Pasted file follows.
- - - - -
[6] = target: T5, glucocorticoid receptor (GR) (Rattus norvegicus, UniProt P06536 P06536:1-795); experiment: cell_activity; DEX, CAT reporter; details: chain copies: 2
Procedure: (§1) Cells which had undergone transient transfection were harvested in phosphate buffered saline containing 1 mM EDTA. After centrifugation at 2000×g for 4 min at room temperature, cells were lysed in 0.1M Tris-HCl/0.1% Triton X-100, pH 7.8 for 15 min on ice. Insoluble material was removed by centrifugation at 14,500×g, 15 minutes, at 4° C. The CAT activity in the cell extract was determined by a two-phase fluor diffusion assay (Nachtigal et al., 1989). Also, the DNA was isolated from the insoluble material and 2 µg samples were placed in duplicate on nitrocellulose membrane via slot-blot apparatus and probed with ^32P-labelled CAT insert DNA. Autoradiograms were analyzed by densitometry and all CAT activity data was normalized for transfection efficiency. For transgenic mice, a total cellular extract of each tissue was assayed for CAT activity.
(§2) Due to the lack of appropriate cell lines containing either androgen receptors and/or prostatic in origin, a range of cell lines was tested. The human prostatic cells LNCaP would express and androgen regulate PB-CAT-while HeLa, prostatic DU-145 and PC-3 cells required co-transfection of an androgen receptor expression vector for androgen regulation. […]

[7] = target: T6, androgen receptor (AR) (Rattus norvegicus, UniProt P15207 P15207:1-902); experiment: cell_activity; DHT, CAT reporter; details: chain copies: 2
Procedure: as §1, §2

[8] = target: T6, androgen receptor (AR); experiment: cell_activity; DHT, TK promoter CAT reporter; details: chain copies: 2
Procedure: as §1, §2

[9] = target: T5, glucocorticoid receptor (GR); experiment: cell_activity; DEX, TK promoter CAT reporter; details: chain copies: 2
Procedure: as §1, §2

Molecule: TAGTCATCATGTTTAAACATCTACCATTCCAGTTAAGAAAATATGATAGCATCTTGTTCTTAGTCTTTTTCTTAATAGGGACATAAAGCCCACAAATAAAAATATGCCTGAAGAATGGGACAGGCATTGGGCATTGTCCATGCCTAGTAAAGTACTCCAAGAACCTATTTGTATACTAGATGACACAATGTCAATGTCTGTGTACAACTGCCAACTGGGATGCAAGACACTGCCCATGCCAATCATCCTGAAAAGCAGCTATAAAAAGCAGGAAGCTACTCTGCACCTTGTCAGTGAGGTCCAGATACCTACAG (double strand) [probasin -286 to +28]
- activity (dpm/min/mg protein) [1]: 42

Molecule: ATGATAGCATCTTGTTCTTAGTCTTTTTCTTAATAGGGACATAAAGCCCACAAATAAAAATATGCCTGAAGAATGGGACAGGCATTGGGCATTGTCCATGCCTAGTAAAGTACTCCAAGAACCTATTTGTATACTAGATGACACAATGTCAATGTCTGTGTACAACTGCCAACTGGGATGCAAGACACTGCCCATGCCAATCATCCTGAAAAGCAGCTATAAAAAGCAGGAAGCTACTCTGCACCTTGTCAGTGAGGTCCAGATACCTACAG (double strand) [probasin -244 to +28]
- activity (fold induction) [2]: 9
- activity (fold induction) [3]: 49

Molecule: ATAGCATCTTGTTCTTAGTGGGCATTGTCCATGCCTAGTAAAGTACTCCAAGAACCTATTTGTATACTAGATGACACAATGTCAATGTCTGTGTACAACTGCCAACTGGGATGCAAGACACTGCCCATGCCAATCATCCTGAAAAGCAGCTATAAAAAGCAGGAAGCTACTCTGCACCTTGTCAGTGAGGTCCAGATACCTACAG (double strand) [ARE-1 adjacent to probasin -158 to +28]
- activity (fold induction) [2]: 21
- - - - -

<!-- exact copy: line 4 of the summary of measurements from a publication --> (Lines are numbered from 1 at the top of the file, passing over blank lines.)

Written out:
[7] = target: T6, androgen receptor (AR) (Rattus norvegicus, UniProt P15207 P15207:1-902); experiment: cell_activity; DHT, CAT reporter; details: chain copies: 2